Eating Disorder Residential: 92% of Clients
Eating Disorder Outpatient: 88% of Clients

Latest News


Discovery Behavioral Health
Acquires Ambrosia Treatment Center in NJ

Discovery South Bay now open!

Discovery Austin now open!

Discovery Glendale now open!

Resilience Fresno now open!

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Checking in with your emotions and daily functioning

If you are on the fence about seeking treatment, ask yourself questions about your level of happiness, your social life and your professional/home/school life. Mental health disorders, behavioral disorders, eating disorders and substance abuse disorders affect all aspects of your daily life and therefore reflecting on whether your daily life has been impacted can help solidify that seeking treatment is the correct decision.

  • How are you doing right now?
  • How happy and content are you right now?
  • Are you feeling overwhelmed by problems and stressful situations and events in your life?
  • How much time do you spend with family and friends?
  • What do you do with them?
  • Is this different from before you were experiencing problems?
  • How much does being with friends and family make you feel uncomfortable or seem exhausting?
  • How well have you been fulfilling your responsibilities at home and work/school?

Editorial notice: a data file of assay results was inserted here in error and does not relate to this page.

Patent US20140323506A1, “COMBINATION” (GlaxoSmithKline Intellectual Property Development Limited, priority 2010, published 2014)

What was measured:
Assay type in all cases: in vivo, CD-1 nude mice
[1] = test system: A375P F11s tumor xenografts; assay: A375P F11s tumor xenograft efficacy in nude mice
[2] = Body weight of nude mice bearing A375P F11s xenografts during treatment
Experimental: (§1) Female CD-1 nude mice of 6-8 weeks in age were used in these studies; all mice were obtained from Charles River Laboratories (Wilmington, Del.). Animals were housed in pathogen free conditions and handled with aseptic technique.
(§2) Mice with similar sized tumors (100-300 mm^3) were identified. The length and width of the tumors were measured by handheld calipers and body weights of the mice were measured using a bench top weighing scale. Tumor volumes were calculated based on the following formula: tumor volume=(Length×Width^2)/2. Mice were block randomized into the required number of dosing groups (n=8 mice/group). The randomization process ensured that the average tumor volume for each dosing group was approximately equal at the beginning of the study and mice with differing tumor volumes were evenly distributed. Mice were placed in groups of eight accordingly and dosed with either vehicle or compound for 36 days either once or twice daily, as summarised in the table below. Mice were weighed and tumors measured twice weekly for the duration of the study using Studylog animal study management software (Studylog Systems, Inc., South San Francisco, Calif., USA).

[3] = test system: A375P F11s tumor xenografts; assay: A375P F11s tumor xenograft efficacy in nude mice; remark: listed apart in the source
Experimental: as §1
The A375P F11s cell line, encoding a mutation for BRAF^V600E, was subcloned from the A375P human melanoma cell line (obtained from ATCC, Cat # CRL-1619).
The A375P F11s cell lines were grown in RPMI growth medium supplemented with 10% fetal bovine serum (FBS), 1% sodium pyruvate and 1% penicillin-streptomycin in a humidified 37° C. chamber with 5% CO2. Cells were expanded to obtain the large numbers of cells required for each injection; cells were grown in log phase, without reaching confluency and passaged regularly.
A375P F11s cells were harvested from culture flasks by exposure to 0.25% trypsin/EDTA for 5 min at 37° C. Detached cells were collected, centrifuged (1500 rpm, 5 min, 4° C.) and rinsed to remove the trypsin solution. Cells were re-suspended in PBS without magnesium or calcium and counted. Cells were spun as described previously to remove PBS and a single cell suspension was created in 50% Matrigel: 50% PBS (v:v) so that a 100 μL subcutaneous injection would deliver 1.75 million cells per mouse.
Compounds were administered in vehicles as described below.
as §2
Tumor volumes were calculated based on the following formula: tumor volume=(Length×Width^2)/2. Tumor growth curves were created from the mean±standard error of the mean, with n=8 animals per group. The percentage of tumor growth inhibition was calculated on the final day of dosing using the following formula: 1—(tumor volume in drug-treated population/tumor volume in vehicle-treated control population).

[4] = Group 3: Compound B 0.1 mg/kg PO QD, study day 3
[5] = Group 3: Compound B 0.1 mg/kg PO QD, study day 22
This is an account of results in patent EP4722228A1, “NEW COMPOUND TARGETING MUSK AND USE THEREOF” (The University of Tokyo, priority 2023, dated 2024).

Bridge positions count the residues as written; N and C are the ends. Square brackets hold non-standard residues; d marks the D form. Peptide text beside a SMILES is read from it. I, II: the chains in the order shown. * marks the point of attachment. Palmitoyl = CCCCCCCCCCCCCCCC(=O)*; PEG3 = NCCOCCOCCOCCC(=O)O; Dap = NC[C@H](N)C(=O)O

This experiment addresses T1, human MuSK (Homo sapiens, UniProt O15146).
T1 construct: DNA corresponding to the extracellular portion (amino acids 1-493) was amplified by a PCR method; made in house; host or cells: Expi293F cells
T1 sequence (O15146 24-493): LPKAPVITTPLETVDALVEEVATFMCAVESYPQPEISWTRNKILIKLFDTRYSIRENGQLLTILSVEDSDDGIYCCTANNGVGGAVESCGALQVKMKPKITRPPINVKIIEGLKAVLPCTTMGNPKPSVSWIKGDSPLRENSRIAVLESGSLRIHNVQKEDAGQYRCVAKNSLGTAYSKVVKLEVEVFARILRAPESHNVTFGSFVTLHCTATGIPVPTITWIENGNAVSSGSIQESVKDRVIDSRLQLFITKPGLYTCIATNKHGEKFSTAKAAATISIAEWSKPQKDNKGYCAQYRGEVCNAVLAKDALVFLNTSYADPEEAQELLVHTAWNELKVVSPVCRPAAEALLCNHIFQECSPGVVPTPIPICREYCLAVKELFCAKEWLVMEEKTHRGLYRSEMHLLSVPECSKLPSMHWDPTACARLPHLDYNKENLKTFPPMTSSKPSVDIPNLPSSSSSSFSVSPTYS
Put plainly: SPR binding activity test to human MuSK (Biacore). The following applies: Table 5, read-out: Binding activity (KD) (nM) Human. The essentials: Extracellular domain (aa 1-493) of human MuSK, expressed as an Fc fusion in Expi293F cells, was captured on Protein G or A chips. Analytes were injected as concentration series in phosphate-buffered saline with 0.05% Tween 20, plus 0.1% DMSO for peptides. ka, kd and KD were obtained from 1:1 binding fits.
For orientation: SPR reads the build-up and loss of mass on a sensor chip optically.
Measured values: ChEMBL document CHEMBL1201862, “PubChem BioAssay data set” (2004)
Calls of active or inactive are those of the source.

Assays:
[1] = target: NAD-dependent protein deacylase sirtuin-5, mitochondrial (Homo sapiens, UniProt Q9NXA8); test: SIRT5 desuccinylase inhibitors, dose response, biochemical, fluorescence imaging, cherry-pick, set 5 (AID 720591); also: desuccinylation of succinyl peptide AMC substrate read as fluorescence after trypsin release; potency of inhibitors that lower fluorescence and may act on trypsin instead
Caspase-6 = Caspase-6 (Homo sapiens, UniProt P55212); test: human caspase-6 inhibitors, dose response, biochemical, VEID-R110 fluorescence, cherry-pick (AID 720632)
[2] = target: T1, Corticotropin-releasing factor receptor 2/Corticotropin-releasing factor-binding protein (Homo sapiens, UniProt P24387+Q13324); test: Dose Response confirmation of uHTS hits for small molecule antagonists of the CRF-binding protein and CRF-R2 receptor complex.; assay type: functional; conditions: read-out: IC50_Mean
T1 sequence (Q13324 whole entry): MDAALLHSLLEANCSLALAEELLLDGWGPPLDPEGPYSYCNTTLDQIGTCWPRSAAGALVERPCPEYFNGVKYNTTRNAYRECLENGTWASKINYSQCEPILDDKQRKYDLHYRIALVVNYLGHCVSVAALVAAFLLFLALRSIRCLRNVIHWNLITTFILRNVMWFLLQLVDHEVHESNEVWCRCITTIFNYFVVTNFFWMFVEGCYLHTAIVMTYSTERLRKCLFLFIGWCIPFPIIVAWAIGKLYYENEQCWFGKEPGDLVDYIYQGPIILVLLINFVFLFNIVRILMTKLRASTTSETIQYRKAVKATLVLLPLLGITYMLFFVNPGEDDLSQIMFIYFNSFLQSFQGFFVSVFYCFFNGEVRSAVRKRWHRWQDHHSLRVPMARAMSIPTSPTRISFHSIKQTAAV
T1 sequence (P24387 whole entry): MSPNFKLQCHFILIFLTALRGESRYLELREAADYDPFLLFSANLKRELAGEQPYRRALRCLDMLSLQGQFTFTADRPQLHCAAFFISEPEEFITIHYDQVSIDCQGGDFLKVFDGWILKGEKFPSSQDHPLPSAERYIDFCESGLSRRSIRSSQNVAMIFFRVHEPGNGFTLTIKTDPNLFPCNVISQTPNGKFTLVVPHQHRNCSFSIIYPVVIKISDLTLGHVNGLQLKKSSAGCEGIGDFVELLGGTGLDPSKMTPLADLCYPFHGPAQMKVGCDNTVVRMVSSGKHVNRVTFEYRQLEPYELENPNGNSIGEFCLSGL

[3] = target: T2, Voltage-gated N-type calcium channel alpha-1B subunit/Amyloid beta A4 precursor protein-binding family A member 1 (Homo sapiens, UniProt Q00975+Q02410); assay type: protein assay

• Have you noticed that it's more difficult to do things that you once did?
  • If you are a parent, are you spending less time with your children or finding yourself less patient or engaged?
  • How are you doing in your job/school?
  • Have you missed more days of work/school than usual?
  • Are you completing work tasks on time and as accurately as before?

When should you seek professional help?

Professional treatment for eating disorders, mental health disorders, substance abuse disorders and behavioral disorders should not be delayed. Without professional treatment, you may be at risk of harming yourself or others around you, whether it is intentional or unintentional harm. Treatment is not an overnight process and oftentimes a higher level of care such as residential treatment or partial hospitalization is 4-6 weeks in duration with the hopes of transitioning to outpatient treatment which can last months to years, depending on the severity of the disorder. Treatment does vary in length and intensity depending on the specific individual and the disorder and in addition to professional treatment, most individuals can benefit from getting involved in community outreach programs such as Alcoholics Anonymous, eating disorder community support groups, or online support groups. Individuals, who seek treatment at early stages of their disorder, usually have a higher rate of overall recovery.

Questions to ask when choosing a treatment center

  • Do they have a bed available today?
  • What is their success rate in treating your disorder?
  • What is your expected length of stay?
  • Is the treatment facility licensed for co-occurring disorders?
  • What different level of cares do they offer and how do they handle transitioning between levels of care?
  • Is there an aftercare program available and how do they handle relapse?
  • What levels of licensure and credentials does the staff have?
  • What is their insurance coverage?
Discovery Behavioral Health